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Thread: This time is different....

  1. #1

    Default This time is different....

    Decided that fiscal and monetary policies to address the covid-19 pandemic, and economic fallout, should have a dedicated thread.

    Clearly no nation or government is set up to deal with this because this time is different. But we should discuss & debate all ideas
    so here we go!

  2. #2
    At some level of unemployment it will be necessary to begin shifting the balance of tax burden more toward wealth accumulation.
    .

  3. #3
    That will take too long.

  4. #4
    Quote Originally Posted by GGT View Post
    That will take too long.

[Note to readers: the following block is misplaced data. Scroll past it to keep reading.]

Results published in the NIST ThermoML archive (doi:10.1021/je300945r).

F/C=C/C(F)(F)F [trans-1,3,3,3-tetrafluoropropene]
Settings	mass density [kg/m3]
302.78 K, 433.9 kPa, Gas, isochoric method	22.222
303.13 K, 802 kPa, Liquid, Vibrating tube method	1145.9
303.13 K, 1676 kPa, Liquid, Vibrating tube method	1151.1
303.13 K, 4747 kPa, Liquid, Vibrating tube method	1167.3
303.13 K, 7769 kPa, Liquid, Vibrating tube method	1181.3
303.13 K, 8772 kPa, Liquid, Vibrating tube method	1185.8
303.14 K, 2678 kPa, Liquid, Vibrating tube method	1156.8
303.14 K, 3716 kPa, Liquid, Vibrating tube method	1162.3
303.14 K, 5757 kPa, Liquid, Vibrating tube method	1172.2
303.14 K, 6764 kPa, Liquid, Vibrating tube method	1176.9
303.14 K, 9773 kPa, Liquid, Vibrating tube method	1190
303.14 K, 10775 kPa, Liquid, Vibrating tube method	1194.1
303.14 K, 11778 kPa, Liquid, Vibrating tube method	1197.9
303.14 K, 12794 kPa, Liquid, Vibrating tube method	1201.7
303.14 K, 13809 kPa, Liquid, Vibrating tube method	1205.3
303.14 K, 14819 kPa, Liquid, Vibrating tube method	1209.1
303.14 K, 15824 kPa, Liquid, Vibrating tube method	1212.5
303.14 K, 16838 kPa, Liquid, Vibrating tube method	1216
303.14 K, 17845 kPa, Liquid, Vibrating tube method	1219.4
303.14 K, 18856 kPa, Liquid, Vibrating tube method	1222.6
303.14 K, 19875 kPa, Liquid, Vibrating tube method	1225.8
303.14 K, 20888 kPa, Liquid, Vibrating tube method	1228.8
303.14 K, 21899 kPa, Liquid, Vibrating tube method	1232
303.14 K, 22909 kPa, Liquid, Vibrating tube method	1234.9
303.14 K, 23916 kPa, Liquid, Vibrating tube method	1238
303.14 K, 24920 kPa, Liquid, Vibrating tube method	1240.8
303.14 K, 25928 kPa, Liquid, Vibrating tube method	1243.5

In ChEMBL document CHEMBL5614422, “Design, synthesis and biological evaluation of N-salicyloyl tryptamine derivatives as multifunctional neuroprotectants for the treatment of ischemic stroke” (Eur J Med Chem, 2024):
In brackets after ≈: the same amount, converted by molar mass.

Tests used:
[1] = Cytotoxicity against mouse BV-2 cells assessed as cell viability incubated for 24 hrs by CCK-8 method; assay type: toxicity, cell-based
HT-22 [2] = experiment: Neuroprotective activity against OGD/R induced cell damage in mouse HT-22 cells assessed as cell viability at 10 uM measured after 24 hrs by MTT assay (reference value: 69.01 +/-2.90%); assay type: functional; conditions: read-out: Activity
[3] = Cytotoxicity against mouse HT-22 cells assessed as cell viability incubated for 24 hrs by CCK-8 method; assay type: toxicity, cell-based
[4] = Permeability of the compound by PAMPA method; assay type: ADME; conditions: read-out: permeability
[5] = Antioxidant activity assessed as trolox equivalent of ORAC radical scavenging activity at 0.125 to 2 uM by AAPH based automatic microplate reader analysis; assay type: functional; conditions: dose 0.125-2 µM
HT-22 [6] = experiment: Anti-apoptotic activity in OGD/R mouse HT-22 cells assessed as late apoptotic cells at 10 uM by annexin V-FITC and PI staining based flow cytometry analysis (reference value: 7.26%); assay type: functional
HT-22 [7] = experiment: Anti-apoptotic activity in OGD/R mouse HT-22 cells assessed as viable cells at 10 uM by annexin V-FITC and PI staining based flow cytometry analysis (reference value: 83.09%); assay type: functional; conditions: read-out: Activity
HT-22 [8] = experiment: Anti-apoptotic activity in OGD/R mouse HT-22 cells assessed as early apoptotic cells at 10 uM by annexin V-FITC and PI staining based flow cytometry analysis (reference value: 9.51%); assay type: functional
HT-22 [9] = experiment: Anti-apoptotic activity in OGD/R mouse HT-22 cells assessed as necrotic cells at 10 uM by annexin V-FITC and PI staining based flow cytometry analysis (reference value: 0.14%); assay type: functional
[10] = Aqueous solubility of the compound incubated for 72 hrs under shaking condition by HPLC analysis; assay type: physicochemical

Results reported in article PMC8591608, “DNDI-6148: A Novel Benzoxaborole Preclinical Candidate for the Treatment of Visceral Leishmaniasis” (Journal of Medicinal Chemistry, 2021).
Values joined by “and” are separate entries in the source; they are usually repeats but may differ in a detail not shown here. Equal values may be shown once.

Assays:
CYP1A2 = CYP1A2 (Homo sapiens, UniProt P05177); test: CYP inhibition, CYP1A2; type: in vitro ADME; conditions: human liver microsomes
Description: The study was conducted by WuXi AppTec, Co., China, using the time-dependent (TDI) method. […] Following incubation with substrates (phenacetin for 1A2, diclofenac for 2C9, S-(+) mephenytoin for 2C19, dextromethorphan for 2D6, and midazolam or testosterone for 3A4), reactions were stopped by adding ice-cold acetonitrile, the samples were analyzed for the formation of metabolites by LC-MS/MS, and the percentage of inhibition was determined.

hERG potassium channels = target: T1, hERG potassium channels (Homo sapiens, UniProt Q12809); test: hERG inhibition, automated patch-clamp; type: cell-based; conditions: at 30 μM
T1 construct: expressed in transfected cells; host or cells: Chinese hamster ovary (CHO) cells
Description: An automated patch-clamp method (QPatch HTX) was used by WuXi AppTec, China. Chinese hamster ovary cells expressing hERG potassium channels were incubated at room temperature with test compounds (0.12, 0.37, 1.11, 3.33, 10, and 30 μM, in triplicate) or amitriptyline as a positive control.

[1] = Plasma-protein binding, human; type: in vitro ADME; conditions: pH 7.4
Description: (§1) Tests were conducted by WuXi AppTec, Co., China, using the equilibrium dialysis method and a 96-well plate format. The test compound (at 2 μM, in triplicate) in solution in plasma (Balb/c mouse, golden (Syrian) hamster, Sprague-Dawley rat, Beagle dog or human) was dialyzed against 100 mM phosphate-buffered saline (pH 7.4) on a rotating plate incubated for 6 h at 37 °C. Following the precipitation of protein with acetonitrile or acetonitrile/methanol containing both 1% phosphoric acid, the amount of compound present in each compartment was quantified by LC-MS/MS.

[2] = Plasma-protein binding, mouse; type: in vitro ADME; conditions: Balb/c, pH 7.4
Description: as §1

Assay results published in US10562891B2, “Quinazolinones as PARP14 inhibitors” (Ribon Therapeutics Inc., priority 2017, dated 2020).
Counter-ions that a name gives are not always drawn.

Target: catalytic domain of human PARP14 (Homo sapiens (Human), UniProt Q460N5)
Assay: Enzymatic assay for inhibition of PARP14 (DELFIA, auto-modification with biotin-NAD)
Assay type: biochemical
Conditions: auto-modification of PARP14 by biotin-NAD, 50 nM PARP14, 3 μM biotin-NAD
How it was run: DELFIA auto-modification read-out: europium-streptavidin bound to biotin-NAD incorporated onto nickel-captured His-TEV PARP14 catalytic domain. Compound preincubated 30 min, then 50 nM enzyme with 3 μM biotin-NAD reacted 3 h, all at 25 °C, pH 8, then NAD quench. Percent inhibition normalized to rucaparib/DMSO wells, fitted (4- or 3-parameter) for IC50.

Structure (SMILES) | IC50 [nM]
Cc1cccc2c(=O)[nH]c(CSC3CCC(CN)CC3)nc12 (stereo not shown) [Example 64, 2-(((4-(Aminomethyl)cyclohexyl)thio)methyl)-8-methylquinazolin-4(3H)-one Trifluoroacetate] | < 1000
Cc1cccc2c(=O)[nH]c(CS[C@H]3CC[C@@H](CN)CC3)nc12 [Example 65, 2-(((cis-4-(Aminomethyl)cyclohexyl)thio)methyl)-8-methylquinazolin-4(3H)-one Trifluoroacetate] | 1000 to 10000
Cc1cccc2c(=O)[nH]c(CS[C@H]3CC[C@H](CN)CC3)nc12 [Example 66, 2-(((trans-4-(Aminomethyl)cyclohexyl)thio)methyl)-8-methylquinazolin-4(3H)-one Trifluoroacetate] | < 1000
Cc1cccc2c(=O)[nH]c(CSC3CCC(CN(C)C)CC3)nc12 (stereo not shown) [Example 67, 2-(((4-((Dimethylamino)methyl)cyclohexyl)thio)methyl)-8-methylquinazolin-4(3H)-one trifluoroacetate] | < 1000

Will it take longer than passing legislation to eliminate the ability of the executive office to gut the agencies put in place by previous administrations to plan for predictable events. I believe this type of legislation would require amending the Constitution.
    .

  5. #5
    That would take too long, too.

    I'm just saying that workers and small businesses need *immediate* relief. It will be expensive and complicated, but it's absolutely necessary, and do-able.

  6. #6
    A $2 TRILLION economic "rescue" package is close to being finalized by US congress.
    US Treasury and Federal Reserve have new-fangled "tools" amounting to another $2 TRILLION, give or take.
    All to avert a viral pandemic that threatens economies with a global Depression.

    "Freee Markets" are a political-biased myth....particularly when it comes to "healthcare". Let's get that straight and stop pretending otherwise.

  7. #7